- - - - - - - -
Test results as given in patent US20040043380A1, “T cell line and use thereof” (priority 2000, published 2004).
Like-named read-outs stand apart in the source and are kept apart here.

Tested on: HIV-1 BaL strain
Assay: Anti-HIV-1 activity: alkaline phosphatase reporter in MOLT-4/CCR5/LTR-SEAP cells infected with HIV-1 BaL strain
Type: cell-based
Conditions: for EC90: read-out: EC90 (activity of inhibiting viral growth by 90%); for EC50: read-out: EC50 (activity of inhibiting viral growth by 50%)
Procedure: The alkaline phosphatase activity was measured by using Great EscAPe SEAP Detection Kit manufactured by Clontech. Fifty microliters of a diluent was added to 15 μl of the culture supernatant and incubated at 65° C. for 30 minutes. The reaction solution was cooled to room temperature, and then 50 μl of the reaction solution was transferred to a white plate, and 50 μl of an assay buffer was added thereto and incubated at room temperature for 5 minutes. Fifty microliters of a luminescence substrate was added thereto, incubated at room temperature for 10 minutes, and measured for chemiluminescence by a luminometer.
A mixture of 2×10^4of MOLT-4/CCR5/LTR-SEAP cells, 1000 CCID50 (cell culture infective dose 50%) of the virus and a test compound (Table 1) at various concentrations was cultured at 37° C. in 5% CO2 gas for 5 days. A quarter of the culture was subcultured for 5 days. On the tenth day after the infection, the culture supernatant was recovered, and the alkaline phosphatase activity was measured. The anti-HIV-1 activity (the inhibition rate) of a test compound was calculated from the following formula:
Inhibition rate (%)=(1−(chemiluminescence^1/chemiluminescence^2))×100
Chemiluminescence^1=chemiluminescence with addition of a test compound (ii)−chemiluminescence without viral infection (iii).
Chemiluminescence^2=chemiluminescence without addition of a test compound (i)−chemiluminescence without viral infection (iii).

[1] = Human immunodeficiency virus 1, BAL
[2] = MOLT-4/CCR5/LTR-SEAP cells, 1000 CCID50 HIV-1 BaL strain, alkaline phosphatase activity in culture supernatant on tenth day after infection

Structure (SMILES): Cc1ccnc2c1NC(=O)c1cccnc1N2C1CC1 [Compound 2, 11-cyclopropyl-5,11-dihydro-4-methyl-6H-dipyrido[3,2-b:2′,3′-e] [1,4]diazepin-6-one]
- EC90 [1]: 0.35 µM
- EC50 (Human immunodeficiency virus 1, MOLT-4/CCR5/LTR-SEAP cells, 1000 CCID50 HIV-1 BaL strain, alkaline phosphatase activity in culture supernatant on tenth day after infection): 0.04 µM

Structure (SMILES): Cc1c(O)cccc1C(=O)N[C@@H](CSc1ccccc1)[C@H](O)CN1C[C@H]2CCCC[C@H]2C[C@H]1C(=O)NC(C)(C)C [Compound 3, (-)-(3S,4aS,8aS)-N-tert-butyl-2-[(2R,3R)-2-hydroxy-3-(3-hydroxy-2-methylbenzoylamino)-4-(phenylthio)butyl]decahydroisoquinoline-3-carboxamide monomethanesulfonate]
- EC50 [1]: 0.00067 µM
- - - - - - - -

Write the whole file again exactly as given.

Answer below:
Test results as given in patent US20040043380A1, “T cell line and use thereof” (priority 2000, published 2004).
Like-named read-outs stand apart in the source and are kept apart here.

Tested on: HIV-1 BaL strain
Assay: Anti-HIV-1 activity: alkaline phosphatase reporter in MOLT-4/CCR5/LTR-SEAP cells infected with HIV-1 BaL strain
Type: cell-based
Conditions: for EC90: read-out: EC90 (activity of inhibiting viral growth by 90%); for EC50: read-out: EC50 (activity of inhibiting viral growth by 50%)
Procedure: The alkaline phosphatase activity was measured by using Great EscAPe SEAP Detection Kit manufactured by Clontech. Fifty microliters of a diluent was added to 15 μl of the culture supernatant and incubated at 65° C. for 30 minutes. The reaction solution was cooled to room temperature, and then 50 μl of the reaction solution was transferred to a white plate, and 50 μl of an assay buffer was added thereto and incubated at room temperature for 5 minutes. Fifty microliters of a luminescence substrate was added thereto, incubated at room temperature for 10 minutes, and measured for chemiluminescence by a luminometer.
A mixture of 2×10^4of MOLT-4/CCR5/LTR-SEAP cells, 1000 CCID50 (cell culture infective dose 50%) of the virus and a test compound (Table 1) at various concentrations was cultured at 37° C. in 5% CO2 gas for 5 days. A quarter of the culture was subcultured for 5 days. On the tenth day after the infection, the culture supernatant was recovered, and the alkaline phosphatase activity was measured. The anti-HIV-1 activity (the inhibition rate) of a test compound was calculated from the following formula:
Inhibition rate (%)=(1−(chemiluminescence^1/chemiluminescence^2))×100
Chemiluminescence^1=chemiluminescence with addition of a test compound (ii)−chemiluminescence without viral infection (iii).
Chemiluminescence^2=chemiluminescence without addition of a test compound (i)−chemiluminescence without viral infection (iii).

[1] = Human immunodeficiency virus 1, BAL
[2] = MOLT-4/CCR5/LTR-SEAP cells, 1000 CCID50 HIV-1 BaL strain, alkaline phosphatase activity in culture supernatant on tenth day after infection

Structure (SMILES): Cc1ccnc2c1NC(=O)c1cccnc1N2C1CC1 [Compound 2, 11-cyclopropyl-5,11-dihydro-4-methyl-6H-dipyrido[3,2-b:2′,3′-e] [1,4]diazepin-6-one]
- EC90 [1]: 0.35 µM
- EC50 (Human immunodeficiency virus 1, MOLT-4/CCR5/LTR-SEAP cells, 1000 CCID50 HIV-1 BaL strain, alkaline phosphatase activity in culture supernatant on tenth day after infection): 0.04 µM

Structure (SMILES): Cc1c(O)cccc1C(=O)N[C@@H](CSc1ccccc1)[C@H](O)CN1C[C@H]2CCCC[C@H]2C[C@H]1C(=O)NC(C)(C)C [Compound 3, (-)-(3S,4aS,8aS)-N-tert-butyl-2-[(2R,3R)-2-hydroxy-3-(3-hydroxy-2-methylbenzoylamino)-4-(phenylthio)butyl]decahydroisoquinoline-3-carboxamide monomethanesulfonate]
- EC50 [1]: 0.00067 µM